Such wind as scatters young men through the world
To seek their fortunes farther than at home,
Where small experience grows. But in a few,
Signior Hortensio, thus it stands with me:
Antonio, my father, is deceas'd,
And I have thrust myself into this maze,
Haply to wive and thrive as best I may;
Crowns in my purse I have, and goods at home,
And so am come abroad to see the world.

Petruchio, shall I then come roundly to thee
And wish thee to a shrewd ill-favour'd wife?
Thou'dst thank me but a little for my counsel;
And yet I'll promise thee she shall be rich,
And very rich: but th'art too much my friend,
And I'll not wish thee to her.

Signior Hortensio, 'twixt such friends as we
Few words suffice; and therefore, if thou know
One rich enough to be Petruchio's wife,
As wealth is burden of my wooing dance,
Be she as foul as was Florentius' love,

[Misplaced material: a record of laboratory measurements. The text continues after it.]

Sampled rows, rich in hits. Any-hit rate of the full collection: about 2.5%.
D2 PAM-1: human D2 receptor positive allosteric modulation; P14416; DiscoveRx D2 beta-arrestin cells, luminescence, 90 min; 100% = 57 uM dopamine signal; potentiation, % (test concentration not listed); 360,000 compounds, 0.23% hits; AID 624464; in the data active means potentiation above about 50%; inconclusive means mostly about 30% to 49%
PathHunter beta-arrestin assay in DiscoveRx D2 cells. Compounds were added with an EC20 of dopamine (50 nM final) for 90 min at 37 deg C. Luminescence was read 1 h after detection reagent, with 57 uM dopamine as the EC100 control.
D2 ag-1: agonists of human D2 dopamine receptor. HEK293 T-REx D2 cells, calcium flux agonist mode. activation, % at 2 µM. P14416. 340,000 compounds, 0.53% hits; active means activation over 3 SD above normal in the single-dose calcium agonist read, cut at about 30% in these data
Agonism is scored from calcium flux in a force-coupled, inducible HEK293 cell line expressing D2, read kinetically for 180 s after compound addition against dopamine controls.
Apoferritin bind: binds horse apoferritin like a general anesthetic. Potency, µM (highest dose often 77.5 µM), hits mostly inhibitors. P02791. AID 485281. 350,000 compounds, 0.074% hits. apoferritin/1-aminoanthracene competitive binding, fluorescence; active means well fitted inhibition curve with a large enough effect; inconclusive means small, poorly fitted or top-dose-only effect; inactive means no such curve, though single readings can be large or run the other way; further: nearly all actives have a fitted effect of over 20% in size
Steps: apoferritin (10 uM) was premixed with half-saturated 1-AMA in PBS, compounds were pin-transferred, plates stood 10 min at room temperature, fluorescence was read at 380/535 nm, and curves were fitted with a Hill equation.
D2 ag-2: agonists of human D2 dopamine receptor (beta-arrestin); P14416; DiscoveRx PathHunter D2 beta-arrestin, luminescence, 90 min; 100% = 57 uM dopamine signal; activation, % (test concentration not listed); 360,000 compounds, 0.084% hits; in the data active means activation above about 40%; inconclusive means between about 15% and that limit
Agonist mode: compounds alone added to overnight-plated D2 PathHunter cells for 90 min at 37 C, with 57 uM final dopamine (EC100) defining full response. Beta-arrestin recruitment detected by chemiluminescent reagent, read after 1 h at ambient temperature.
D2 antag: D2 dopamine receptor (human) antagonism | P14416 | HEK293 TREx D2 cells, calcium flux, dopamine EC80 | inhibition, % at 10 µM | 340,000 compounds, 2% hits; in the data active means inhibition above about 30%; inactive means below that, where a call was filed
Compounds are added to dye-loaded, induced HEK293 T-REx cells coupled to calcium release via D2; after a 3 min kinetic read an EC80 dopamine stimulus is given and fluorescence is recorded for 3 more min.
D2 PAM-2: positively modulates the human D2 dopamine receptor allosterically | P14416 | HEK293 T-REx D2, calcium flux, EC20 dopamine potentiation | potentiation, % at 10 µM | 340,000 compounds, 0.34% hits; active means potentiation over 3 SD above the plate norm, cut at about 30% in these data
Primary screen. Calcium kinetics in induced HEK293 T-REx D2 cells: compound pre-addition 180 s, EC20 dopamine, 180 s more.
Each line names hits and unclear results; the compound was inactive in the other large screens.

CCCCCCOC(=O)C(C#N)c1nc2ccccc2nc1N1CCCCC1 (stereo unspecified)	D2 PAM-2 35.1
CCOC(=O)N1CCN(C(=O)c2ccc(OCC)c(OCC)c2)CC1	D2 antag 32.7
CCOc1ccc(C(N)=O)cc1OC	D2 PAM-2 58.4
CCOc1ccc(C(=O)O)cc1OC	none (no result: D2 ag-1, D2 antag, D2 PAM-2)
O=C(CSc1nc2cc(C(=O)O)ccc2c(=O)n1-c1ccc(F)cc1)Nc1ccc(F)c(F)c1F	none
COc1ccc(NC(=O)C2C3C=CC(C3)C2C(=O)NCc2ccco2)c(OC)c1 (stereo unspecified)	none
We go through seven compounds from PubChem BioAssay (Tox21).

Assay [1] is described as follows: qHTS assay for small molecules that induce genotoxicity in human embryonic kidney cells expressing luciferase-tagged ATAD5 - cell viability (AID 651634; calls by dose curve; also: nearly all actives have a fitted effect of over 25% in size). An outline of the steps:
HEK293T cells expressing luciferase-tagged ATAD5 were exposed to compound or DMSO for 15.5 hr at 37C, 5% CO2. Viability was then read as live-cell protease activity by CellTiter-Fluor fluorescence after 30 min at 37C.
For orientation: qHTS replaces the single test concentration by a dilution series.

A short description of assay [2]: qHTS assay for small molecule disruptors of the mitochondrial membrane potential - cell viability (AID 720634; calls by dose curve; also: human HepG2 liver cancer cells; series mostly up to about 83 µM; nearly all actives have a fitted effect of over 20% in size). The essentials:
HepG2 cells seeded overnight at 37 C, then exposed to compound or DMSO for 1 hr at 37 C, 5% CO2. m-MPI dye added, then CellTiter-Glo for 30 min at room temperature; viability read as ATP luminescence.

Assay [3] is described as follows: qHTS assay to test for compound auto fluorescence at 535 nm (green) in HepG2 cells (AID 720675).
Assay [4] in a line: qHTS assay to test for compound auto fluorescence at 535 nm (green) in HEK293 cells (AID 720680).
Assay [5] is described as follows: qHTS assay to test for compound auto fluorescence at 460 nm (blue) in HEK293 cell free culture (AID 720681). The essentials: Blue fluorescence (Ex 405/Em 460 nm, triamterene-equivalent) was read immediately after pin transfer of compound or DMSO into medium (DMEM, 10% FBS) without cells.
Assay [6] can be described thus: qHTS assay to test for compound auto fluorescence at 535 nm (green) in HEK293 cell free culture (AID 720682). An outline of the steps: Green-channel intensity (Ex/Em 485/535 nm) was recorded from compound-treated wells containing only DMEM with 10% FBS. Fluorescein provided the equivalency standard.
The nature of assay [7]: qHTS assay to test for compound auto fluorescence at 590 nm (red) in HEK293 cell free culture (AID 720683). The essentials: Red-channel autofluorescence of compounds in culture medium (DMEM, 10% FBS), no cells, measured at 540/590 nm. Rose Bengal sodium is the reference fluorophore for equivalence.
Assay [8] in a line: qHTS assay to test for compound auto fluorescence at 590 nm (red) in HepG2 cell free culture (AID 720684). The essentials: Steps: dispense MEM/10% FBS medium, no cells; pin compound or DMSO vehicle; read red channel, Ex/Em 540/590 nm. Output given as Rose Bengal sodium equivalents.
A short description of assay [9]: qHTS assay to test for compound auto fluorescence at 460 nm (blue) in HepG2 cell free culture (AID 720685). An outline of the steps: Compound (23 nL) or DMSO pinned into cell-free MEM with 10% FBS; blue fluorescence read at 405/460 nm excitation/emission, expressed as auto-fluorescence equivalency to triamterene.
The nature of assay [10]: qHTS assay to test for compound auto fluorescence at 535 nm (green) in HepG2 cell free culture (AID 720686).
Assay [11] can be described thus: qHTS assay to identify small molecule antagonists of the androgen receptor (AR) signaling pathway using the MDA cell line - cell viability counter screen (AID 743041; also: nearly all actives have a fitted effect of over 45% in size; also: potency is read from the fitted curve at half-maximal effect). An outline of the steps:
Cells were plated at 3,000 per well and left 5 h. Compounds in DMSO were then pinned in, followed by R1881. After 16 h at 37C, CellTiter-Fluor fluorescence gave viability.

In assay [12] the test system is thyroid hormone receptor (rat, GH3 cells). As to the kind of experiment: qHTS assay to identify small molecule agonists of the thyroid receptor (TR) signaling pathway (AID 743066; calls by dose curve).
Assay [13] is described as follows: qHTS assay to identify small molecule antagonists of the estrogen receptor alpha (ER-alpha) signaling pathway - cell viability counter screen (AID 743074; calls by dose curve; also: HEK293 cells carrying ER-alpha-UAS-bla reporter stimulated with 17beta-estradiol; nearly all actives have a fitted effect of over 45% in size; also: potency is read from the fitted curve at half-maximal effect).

As old as Sibyl, and as curst and shrewd
As Socrates' Xanthippe or a worse,
She moves me not, or not removes, at least,
Affection's edge in me, were she as rough
As are the swelling Adriatic seas:
I come to wive it wealthily in Padua;
If wealthily, then happily in Padua.

Nay, look you, sir, he tells you flatly what his mind is: why,
give him gold enough and marry him to a puppet or an
aglet-baby; or an old trot with ne'er a tooth in her head, though
she has as many diseases as two-and-fifty horses: why, nothing
comes amiss, so money comes withal.

Petruchio, since we are stepp'd thus far in,
I will continue that I broach'd in jest.
I can, Petruchio, help thee to a wife
With wealth enough, and young and beauteous;
Brought up as best becomes a gentlewoman:
Her only fault,--and that is faults enough,--
Is, that she is intolerable curst
And shrewd and froward, so beyond all measure,
That, were my state far worser than it is,
I would not wed her for a mine of gold.

Hortensio, peace! thou know'st not gold's effect:
Tell me her father's name, and 'tis enough;
For I will board her, though she chide as loud
As thunder when the clouds in autumn crack.

Her father is Baptista Minola,
An affable and courteous gentleman;
Her name is Katherina Minola,
Renown'd in Padua for her scolding tongue.